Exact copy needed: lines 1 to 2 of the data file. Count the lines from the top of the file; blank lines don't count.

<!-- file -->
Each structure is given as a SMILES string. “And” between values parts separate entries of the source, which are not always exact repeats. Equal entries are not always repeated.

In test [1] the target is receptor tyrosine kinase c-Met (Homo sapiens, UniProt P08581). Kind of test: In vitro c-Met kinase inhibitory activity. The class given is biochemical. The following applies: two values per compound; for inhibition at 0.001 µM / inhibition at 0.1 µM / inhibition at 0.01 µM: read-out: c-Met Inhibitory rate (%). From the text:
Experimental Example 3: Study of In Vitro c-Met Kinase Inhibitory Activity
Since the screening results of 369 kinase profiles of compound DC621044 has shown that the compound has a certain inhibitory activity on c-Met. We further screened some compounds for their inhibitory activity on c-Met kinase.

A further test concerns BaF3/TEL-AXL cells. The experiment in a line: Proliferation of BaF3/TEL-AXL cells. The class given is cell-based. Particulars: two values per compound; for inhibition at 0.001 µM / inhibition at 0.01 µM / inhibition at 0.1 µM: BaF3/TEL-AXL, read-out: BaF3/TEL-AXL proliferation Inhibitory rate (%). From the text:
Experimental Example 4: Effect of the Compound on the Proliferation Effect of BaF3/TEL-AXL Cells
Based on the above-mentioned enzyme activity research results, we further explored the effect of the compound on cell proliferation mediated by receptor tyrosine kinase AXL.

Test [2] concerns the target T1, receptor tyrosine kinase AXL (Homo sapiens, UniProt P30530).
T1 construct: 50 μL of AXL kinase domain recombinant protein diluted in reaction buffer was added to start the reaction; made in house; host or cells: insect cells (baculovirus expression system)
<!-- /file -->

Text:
Each structure is given as a SMILES string. “And” between values parts separate entries of the source, which are not always exact repeats. Equal entries are not always repeated.

In test [1] the target is receptor tyrosine kinase c-Met (Homo sapiens, UniProt P08581). Kind of test: In vitro c-Met kinase inhibitory activity. The class given is biochemical. The following applies: two values per compound; for inhibition at 0.001 µM / inhibition at 0.1 µM / inhibition at 0.01 µM: read-out: c-Met Inhibitory rate (%). From the text: